How Important is the Axillary Nodal Status for Adjuvant Treatment Decisions at a Breast Cancer Multidisciplinary Tumor Board? A Survival Analysis
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Tumor board recommendations for breast cancer are mainly based on patient characteristics and prognostic tumor parameters. In the era of potential avoidance of axillary surgery we evaluate the impact of pathologic nodal status for adjuvant treatment decisions.
Postoperative tumor board records of 207 patients over a 1-year period were rediscussed without knowledge of pathologic nodal status. Differences were classified as major (chemotherapy and/or radiotherapy: present/absent) or minor (different chemotherapeutic protocols) discrepancies. The survival rates among subgroups were calculated using Adjuvant! Online tool.
The tumor board without information of pathologic nodal status resulted in treatment changes in 72 of the 207 patients studied (34.8%). Major discrepancies were observed in 37 patients (17.9%). The survival rates were not significantly different due to a balanced overtreatment and undertreatment in this subgroup. Lymphovascular invasion (LVI) was an independent parameter used to predict the subgroup with major discrepancies (P = .001; RR = 4.9 [95% CI, 1.9–12.7]).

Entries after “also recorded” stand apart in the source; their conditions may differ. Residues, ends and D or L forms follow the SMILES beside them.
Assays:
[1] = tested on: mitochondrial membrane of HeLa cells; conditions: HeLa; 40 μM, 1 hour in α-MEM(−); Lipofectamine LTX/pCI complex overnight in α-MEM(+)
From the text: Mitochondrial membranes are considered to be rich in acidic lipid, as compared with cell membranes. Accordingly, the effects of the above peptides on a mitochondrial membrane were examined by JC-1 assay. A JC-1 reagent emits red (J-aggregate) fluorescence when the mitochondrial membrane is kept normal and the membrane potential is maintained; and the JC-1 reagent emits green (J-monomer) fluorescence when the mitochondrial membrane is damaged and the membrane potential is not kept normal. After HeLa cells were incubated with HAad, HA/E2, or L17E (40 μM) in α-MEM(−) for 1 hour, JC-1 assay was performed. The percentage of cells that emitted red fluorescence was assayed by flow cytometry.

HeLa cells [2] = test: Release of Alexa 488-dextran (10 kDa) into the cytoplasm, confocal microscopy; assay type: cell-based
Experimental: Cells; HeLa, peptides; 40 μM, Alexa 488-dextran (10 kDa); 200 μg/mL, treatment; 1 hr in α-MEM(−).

The knowledge of pathologic nodal status is important for postoperative chemotherapy and postmastectomy radiotherapy indications. There is a risk for one-third of all patients when avoiding axillary surgery to get an adjuvant therapy that differs from the current guidelines especially in carcinomas with present LVI.
KeywordsAxillary dissection Breast cancer Chemotherapy Radiotherapy Survival Tumor board
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